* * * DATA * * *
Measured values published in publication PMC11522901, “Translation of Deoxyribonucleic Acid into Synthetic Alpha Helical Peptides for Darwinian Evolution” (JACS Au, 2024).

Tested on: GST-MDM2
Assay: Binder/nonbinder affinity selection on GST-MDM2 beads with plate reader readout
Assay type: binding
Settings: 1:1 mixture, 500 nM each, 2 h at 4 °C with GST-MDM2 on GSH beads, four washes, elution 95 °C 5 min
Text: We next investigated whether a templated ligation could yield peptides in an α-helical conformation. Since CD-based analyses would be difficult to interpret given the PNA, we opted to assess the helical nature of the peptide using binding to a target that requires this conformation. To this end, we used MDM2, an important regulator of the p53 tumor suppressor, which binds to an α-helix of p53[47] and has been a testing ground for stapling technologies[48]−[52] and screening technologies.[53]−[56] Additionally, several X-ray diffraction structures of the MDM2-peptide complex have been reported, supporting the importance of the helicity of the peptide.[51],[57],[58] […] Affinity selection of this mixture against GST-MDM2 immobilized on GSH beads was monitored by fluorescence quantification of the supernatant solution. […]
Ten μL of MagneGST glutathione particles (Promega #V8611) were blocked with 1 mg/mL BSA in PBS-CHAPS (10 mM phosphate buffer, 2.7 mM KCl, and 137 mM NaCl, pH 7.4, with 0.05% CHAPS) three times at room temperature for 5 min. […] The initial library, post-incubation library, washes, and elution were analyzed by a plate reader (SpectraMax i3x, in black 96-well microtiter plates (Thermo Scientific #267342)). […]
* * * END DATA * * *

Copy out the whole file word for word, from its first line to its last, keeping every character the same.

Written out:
Measured values published in publication PMC11522901, “Translation of Deoxyribonucleic Acid into Synthetic Alpha Helical Peptides for Darwinian Evolution” (JACS Au, 2024).

Tested on: GST-MDM2
Assay: Binder/nonbinder affinity selection on GST-MDM2 beads with plate reader readout
Assay type: binding
Settings: 1:1 mixture, 500 nM each, 2 h at 4 °C with GST-MDM2 on GSH beads, four washes, elution 95 °C 5 min
Text: We next investigated whether a templated ligation could yield peptides in an α-helical conformation. Since CD-based analyses would be difficult to interpret given the PNA, we opted to assess the helical nature of the peptide using binding to a target that requires this conformation. To this end, we used MDM2, an important regulator of the p53 tumor suppressor, which binds to an α-helix of p53[47] and has been a testing ground for stapling technologies[48]−[52] and screening technologies.[53]−[56] Additionally, several X-ray diffraction structures of the MDM2-peptide complex have been reported, supporting the importance of the helicity of the peptide.[51],[57],[58] […] Affinity selection of this mixture against GST-MDM2 immobilized on GSH beads was monitored by fluorescence quantification of the supernatant solution. […]
Ten μL of MagneGST glutathione particles (Promega #V8611) were blocked with 1 mg/mL BSA in PBS-CHAPS (10 mM phosphate buffer, 2.7 mM KCl, and 137 mM NaCl, pH 7.4, with 0.05% CHAPS) three times at room temperature for 5 min. […] The initial library, post-incubation library, washes, and elution were analyzed by a plate reader (SpectraMax i3x, in black 96-well microtiter plates (Thermo Scientific #267342)). […]